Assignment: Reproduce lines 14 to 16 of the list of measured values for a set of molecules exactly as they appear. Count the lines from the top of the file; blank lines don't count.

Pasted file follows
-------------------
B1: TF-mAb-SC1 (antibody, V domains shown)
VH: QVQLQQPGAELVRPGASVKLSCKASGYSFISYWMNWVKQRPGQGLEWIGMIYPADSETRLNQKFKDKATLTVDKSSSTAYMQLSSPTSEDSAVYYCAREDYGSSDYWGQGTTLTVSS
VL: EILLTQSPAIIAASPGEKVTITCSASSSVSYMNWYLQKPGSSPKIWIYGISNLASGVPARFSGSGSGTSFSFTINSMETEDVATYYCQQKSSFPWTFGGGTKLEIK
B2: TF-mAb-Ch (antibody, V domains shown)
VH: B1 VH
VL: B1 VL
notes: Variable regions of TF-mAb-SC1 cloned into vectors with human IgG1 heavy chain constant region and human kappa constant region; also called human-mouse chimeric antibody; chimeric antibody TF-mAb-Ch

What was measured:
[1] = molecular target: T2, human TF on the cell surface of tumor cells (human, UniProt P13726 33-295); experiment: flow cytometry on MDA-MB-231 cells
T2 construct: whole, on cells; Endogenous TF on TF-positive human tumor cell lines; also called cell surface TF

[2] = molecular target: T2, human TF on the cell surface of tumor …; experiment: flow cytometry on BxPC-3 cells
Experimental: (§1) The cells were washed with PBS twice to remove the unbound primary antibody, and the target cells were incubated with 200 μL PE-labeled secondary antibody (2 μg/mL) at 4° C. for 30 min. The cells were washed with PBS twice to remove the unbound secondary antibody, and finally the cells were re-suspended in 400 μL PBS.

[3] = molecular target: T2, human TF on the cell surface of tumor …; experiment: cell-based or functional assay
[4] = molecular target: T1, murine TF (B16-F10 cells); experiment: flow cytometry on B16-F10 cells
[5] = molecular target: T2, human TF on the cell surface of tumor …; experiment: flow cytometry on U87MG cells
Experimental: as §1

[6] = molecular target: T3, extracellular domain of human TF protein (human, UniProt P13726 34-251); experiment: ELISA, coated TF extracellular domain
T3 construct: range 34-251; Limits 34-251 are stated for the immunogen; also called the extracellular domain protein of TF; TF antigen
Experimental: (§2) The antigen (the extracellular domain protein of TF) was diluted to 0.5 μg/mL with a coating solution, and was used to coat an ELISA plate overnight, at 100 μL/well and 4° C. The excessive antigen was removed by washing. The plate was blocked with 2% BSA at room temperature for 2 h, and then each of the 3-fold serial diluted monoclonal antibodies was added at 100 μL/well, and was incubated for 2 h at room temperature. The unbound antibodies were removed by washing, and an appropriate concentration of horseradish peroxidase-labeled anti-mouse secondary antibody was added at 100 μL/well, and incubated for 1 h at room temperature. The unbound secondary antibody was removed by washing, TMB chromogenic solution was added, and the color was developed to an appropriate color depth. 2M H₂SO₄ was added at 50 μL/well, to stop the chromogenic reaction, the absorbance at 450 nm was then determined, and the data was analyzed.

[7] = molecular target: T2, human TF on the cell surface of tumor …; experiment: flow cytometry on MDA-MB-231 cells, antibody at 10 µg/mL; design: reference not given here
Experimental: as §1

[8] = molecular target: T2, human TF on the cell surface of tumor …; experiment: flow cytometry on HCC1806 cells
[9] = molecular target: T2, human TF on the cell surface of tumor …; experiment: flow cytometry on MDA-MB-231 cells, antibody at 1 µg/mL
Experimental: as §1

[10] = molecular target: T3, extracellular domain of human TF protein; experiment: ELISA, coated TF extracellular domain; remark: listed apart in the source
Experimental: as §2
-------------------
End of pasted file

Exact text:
[4] = molecular target: T1, murine TF (B16-F10 cells); experiment: flow cytometry on B16-F10 cells
[5] = molecular target: T2, human TF on the cell surface of tumor …; experiment: flow cytometry on U87MG cells
Experimental: as §1